A double top is a trend reversal pattern that happens when a bull market comes to an end. Likewise a double bottom is a pattern commonly seen when a bear market comes to an end. They are also called “M” and “W” patterns because of their shape. See the diagram below.
These chart patterns form during the brief period of uncertainty as a trend turns course. For example when a currency is in a bull trend that’s “topping out”, the first downward correction pulls in more buyers. This provides enough momentum to move the price back up. This creates the second top in the pattern. If more buyers don’t come in, the market falls back and a reversal gathers momentum.
Trends often finish up by displaying this kind of a double or even triple pattern.
Identifying the Double Top and Double Bottom
Breaking down the pattern: A double top is simply a retest of a resistance line. Though the “double retest” happens so often that it’s given its own name. Likewise, the double bottom is a retest of a support line. See Figure 1.
To be valid the double top pattern should stand on its own as the two highest peaks in the nearby trend. The pattern usually forms as the last group of buyers comes into the market. The price will often accelerate towards the peak but on rising volatility (see the ATR to confirm) and decreasing volume.
If the market is moving sideways and is making gradually higher highs, this isn’t a double top.
Likewise the double bottom should clearly mark a deep trough in the trend you are looking at.
As with all technical patterns when you see it in a real forex chart it will rarely be neat and symmetrical like the diagrams. The tops might not be perfectly horizontal and it might not be symmetrical. This isn’t important. It’s the basic properties that matter.
When to Trade the Double Top/Bottom
The double top and double bottom pattern only completes when the price has broken through the neckline. This increases the probability that the market is reversing and not simply trending sideways. If the price rises again and starts to trend sideways it could be forming into a flag pattern. That could be a strong sign of a continuation rather than reversal.
Waiting until the neckline is passed
In a double top, some traders will sell as soon as the price dips for a second time. That is, shortly after the price rebounds and the second top forms. This is higher risk, but potentially higher reward.
It’s less risky to place the sell order after the price has fallen below the neckline support. This support then becomes resistance. Together with the upper line this mean there are two resistances above the current price level that would have to break if the trend were to resume upwards.
It’s no guarantee but it provides some confirmation that the trend is indeed changing direction.
In Figure 2, we sell at point (1) after the support line is broken. Some traders wait even longer, anticipating at least one retest of the neckline.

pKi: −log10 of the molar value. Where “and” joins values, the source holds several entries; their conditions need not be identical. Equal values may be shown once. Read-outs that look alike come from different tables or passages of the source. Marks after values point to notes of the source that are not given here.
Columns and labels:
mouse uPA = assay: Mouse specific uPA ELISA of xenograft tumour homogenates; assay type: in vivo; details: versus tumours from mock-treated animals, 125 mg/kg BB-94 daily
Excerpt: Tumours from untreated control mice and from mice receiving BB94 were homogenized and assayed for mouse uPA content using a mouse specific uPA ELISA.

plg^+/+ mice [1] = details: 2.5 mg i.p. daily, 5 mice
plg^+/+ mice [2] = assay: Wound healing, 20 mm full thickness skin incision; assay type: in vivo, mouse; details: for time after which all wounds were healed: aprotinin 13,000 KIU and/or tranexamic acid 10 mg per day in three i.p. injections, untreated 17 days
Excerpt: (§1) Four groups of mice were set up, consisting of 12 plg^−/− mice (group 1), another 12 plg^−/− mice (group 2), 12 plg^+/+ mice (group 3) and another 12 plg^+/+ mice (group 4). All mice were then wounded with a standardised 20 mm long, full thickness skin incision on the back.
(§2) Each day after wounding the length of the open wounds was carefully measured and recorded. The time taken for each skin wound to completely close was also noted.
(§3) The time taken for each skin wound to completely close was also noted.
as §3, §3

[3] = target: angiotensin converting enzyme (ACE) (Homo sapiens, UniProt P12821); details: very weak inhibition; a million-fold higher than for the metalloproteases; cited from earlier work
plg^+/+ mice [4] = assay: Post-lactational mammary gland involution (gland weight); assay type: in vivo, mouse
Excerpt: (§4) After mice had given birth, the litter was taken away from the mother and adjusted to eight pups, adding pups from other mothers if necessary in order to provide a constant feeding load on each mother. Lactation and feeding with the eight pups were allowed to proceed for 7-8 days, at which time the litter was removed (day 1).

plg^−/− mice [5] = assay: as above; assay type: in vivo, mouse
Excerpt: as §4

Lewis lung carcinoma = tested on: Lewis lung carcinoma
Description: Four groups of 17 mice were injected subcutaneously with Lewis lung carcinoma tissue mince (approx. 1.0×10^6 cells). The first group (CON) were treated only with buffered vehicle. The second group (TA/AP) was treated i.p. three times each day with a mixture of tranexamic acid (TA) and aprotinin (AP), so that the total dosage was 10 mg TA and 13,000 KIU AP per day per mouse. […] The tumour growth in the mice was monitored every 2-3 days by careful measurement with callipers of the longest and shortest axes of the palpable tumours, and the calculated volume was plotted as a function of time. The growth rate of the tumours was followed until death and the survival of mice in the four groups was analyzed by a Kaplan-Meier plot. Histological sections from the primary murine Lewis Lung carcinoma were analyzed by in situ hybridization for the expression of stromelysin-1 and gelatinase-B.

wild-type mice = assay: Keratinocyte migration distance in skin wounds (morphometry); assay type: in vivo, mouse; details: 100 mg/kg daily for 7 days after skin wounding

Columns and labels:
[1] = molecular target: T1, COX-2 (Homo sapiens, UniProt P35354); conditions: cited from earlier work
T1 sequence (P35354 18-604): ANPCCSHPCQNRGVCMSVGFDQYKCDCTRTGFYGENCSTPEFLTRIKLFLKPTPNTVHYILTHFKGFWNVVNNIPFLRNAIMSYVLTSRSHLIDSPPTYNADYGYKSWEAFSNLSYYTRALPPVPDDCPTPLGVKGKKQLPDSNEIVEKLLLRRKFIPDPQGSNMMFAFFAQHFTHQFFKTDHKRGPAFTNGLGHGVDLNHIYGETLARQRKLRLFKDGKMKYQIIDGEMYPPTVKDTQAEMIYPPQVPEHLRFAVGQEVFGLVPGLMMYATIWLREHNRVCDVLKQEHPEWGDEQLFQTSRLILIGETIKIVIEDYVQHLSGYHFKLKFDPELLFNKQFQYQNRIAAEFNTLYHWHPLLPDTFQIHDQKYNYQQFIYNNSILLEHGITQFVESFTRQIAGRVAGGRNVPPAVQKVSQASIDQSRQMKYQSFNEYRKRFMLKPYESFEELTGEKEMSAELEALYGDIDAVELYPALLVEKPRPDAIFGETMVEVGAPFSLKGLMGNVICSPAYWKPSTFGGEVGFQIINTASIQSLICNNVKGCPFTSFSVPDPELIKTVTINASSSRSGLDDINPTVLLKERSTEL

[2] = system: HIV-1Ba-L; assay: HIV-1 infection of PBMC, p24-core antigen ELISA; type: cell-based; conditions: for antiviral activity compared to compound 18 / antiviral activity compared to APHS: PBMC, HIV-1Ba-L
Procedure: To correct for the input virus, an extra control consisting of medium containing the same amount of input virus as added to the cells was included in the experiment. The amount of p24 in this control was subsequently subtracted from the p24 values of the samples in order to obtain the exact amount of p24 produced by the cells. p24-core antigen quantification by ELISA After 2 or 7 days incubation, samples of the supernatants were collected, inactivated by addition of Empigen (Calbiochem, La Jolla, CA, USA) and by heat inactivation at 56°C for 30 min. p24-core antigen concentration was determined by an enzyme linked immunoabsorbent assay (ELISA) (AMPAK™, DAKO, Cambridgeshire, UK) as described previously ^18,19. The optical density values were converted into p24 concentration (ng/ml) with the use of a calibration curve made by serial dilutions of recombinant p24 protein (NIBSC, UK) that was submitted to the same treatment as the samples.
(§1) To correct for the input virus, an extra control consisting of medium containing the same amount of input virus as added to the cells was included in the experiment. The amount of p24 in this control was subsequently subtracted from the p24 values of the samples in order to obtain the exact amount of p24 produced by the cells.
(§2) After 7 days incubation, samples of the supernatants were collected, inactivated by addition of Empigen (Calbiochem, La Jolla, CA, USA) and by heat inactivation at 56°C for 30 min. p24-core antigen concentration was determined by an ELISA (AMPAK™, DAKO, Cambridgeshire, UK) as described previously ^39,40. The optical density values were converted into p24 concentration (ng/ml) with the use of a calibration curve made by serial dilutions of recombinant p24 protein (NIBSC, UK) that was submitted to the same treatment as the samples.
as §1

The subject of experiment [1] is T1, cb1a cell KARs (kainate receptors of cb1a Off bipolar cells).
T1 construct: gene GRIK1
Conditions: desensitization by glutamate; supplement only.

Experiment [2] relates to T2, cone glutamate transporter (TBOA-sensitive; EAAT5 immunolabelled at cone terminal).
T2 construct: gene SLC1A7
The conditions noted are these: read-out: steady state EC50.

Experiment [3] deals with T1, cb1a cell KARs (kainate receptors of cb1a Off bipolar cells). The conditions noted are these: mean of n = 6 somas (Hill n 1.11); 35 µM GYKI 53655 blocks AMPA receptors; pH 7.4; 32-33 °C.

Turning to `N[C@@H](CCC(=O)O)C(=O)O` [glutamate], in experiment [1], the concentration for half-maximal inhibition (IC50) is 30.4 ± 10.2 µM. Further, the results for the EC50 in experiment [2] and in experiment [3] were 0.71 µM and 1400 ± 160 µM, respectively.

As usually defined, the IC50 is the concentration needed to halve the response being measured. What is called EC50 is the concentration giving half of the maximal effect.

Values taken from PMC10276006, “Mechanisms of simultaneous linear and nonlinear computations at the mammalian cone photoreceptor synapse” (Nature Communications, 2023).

You can place stops at distance about half to one and a half the distance between the support/resistance lines. There are pros and cons to placing your stop loss higher. Keep in mind you’ll see raised volatility around these patterns. At the top/bottom of a major trend you’ll normally see whipsaw price-movements that will trigger stop losses that are too tight.
In this example the market does rally back up. The price breaks up through the neckline again. But it descends back without reaching the higher resistance line.
In a double bottom, we buy only when the price moves above the neckline resistance level. Again this is no guarantee. But it does reduce the chance of being caught on the wrong side of the market.
In Figure 3, we enter the market with a buy order at the point marked (1). Again the stop loss is placed at a distance between one and one and a half-times the gap between the support/resistance. A lower stop can be used when you’re more confident of a reversal. You can use a support resistance indicator to help locate probable pivot lines. These will help in setting profit targets too.
In this example the market doesn’t make a clean break of the neckline. It tests the resistance and rebounds the first time. On the second attempt it makes a strong break and the trend clearly reverses and turns bullish.
Double Top Breakout – Fake Double Tops
Double top breakouts happen when the reversal fails and an upside breakout happens. That is, the pattern is not a reversal but a continuation. These formations resemble flags and rectangular ranges so it’s difficult to tell one from another.
Contrarian traders look for these as opportunities to bet against the crowd.
When a double top breakout happens, the price may touch the neckline and then rebound. Or it may break down through the neckline and then reverse back up. See Figure 4.
To avoid trading these cases it helps to look for other signs that the trend is exhausting. Before placing the trade we ensure the pattern is forming at a noticeable peak and there haven’t been any recent pullbacks in the trend.
The double bottom breakout is just the other way around – it forms in a down trend.
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